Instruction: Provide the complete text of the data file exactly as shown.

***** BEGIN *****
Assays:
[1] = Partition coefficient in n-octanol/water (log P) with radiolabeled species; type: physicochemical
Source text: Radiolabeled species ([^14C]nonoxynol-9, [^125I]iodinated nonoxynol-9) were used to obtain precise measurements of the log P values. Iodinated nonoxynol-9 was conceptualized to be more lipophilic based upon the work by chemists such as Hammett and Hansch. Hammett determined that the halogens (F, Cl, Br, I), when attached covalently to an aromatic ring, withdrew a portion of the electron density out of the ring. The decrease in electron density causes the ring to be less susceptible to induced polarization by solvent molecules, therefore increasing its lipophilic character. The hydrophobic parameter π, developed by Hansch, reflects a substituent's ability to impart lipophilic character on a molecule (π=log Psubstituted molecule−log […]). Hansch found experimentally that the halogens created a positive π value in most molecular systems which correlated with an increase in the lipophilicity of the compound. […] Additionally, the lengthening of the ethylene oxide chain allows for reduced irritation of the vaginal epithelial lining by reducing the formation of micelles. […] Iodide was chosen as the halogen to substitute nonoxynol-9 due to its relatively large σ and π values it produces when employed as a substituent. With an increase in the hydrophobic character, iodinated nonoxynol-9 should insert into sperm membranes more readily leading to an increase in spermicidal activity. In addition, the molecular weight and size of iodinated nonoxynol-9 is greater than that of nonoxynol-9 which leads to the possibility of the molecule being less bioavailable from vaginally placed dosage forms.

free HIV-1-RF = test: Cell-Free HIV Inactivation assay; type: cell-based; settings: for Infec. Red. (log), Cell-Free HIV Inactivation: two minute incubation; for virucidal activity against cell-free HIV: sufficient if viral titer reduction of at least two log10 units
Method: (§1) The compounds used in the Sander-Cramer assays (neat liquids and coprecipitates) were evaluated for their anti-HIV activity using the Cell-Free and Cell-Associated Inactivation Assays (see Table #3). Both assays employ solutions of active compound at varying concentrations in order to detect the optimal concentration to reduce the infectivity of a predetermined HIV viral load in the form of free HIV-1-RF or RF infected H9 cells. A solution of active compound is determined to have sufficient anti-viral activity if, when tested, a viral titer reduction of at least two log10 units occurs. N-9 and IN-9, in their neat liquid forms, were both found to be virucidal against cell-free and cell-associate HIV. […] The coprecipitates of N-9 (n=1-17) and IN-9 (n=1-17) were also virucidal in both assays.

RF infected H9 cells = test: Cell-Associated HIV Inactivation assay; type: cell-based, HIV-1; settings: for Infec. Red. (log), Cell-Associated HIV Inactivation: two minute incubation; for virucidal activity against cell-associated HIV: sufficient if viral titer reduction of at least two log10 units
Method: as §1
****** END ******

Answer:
Assays:
[1] = Partition coefficient in n-octanol/water (log P) with radiolabeled species; type: physicochemical
Source text: Radiolabeled species ([^14C]nonoxynol-9, [^125I]iodinated nonoxynol-9) were used to obtain precise measurements of the log P values. Iodinated nonoxynol-9 was conceptualized to be more lipophilic based upon the work by chemists such as Hammett and Hansch. Hammett determined that the halogens (F, Cl, Br, I), when attached covalently to an aromatic ring, withdrew a portion of the electron density out of the ring. The decrease in electron density causes the ring to be less susceptible to induced polarization by solvent molecules, therefore increasing its lipophilic character. The hydrophobic parameter π, developed by Hansch, reflects a substituent's ability to impart lipophilic character on a molecule (π=log Psubstituted molecule−log […]). Hansch found experimentally that the halogens created a positive π value in most molecular systems which correlated with an increase in the lipophilicity of the compound. […] Additionally, the lengthening of the ethylene oxide chain allows for reduced irritation of the vaginal epithelial lining by reducing the formation of micelles. […] Iodide was chosen as the halogen to substitute nonoxynol-9 due to its relatively large σ and π values it produces when employed as a substituent. With an increase in the hydrophobic character, iodinated nonoxynol-9 should insert into sperm membranes more readily leading to an increase in spermicidal activity. In addition, the molecular weight and size of iodinated nonoxynol-9 is greater than that of nonoxynol-9 which leads to the possibility of the molecule being less bioavailable from vaginally placed dosage forms.

free HIV-1-RF = test: Cell-Free HIV Inactivation assay; type: cell-based; settings: for Infec. Red. (log), Cell-Free HIV Inactivation: two minute incubation; for virucidal activity against cell-free HIV: sufficient if viral titer reduction of at least two log10 units
Method: (§1) The compounds used in the Sander-Cramer assays (neat liquids and coprecipitates) were evaluated for their anti-HIV activity using the Cell-Free and Cell-Associated Inactivation Assays (see Table #3). Both assays employ solutions of active compound at varying concentrations in order to detect the optimal concentration to reduce the infectivity of a predetermined HIV viral load in the form of free HIV-1-RF or RF infected H9 cells. A solution of active compound is determined to have sufficient anti-viral activity if, when tested, a viral titer reduction of at least two log10 units occurs. N-9 and IN-9, in their neat liquid forms, were both found to be virucidal against cell-free and cell-associate HIV. […] The coprecipitates of N-9 (n=1-17) and IN-9 (n=1-17) were also virucidal in both assays.

RF infected H9 cells = test: Cell-Associated HIV Inactivation assay; type: cell-based, HIV-1; settings: for Infec. Red. (log), Cell-Associated HIV Inactivation: two minute incubation; for virucidal activity against cell-associated HIV: sufficient if viral titer reduction of at least two log10 units
Method: as §1